Monday, February 13, 2006

no name lift

Here in the snow, there's a competition at the moment to give the new lift at Niseko a name. Currently it is referred to as the "no name lift", which really wont do for all of eternity. Other than getting people to the top, the lift symbolises a cultural change in Niseko. Five years ago, you would have come here and seen hardly any westerners. Today, the main street is crowded with Aussies, swearing, drinking and basically standing around as if they own the place. It's part of our national psyche to invade a place, and then claim it's been "ours" all along. There are hardly any other Northern Hemisphere people here as they have their own snow, so the Australian contingent is strong. So strong that some of locals have picked up the Aussie drawl, pronouncing words the oz way: "gday. ow ya goin maate?" with everything else in English being a struggle involving charades. Just letting you know that as I type this, I periodically hear "fuck you" and "dickhead" and "cunts" being yelled by drunken Aussie out my window.

The lift itself isn't brand new. It too is an Aussie export, coming from the slopes of Falls a year or so ago. Massive job that. Putting up a lift, then taking it down, shipping it 10,000kms away and setting it up again. The company that owns Falls and Hotham back in Oz, also owns one of the resorts here and has an interest in increasing their market share in the global snow business.

But what to call the new lift? Within the group of guys I go boarding with, much shit is spoken, sayings dreamt up, usually resulting in something unintelligible being shouted at each other as we rest or attempt to punch one another in the balls. (do all blokey guys do this?). We speculated using one of these stupid saying as our entry into the competition, but it wasn't really fitting. One night in Hotham during last season, a small group of us were returning on the snow bus to our lodge after a night at the General, Hotham's answer to a pub. We go there to try and win snow gear, but in the process get a little toddled at the same time (one drink = one entry). Being slightly inebriated we jump onto the comparably warm bus, to be greeted by the Working Class Man himself, Jimmy Barnes. Hartley took the lead and assumed the position, stretching out his legs, rock salute in the air and shouted out "Barnesy!" much to the amusement of the others. The bus driver responded by turning up the volume and much pre-Cronulla Aussie, Aussie, Aussie, Oi, Oi, Oi was had. We had just discovered something new to shout at each other for the following weeks of boarding.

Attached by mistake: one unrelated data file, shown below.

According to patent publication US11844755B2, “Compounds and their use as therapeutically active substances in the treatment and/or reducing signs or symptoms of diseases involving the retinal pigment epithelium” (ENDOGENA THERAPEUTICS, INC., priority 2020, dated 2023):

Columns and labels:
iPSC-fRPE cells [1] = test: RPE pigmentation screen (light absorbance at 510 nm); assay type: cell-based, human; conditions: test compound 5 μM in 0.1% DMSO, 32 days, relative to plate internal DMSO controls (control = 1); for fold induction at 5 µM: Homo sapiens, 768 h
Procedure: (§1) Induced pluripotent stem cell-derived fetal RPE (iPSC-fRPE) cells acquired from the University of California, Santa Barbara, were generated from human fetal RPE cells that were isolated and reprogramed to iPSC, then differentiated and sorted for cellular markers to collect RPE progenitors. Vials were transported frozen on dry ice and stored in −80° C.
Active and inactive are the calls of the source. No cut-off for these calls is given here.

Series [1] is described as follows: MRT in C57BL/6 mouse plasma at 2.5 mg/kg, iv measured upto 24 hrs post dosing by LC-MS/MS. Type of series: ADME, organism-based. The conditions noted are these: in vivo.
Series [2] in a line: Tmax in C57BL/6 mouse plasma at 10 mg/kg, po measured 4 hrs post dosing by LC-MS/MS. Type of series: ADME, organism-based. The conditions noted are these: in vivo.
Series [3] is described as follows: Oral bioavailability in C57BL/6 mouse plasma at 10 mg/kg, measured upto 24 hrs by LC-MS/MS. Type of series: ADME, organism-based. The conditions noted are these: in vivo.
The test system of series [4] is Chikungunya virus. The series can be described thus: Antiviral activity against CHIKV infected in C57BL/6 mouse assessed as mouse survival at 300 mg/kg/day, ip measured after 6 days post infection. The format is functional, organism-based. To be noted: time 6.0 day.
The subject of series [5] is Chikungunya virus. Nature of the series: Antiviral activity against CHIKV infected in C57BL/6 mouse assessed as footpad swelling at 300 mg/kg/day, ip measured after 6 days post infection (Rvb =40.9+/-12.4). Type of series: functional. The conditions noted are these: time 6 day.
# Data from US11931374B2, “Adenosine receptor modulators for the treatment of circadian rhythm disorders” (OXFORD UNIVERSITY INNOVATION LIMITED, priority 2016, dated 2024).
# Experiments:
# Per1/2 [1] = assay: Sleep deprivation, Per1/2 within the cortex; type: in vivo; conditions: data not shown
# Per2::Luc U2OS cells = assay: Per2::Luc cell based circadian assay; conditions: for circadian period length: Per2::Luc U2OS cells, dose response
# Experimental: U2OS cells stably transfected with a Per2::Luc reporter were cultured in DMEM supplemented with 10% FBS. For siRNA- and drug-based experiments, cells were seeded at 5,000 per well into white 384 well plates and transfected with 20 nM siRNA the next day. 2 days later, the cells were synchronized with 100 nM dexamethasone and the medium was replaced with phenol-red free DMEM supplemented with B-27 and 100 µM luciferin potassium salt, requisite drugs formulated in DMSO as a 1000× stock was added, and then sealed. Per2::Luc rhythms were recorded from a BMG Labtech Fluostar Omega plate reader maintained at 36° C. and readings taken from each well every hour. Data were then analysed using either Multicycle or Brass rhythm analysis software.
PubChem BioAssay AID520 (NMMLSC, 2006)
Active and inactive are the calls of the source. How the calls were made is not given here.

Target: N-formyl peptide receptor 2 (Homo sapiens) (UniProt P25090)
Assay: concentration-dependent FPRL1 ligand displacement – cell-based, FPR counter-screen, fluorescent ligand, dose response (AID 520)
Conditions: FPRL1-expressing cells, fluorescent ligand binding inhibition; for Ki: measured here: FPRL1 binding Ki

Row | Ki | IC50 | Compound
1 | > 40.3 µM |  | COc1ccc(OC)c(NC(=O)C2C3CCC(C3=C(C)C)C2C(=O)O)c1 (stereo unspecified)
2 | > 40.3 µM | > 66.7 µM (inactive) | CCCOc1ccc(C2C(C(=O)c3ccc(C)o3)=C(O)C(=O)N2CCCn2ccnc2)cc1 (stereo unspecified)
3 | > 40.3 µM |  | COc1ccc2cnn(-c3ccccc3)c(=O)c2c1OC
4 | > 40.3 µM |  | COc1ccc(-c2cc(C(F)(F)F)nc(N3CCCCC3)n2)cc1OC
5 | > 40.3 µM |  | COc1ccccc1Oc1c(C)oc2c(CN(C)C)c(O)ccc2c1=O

On this Japan trip, it being the first snow trip to Japan for most of us, Hartley bought himself a Pickachu beanie. This prompted a variant of his original "Barnesy" saying, becoming the slightly modified: "Pickarnesy", which duley became our initial idea for the lift name. I'm unsure of how a made up word shouted at each other is supposed to represent the meeting of cultures, and what it would actually mean to anyone except us, so we decided against it. But we didn't want to loose that momentum of what Pickarnesy represented to us. A meeting of cultures, a different attitude (snowboarding in general is really changing the way snow resorts operate) and the influence of Australian culture on the local environment.

Until today.

Welcome aboard Niseko's new lift: The Cold Chisel
We are fairly confident that our name will get up and hopefully we'll be invited back for the naming ceremony.

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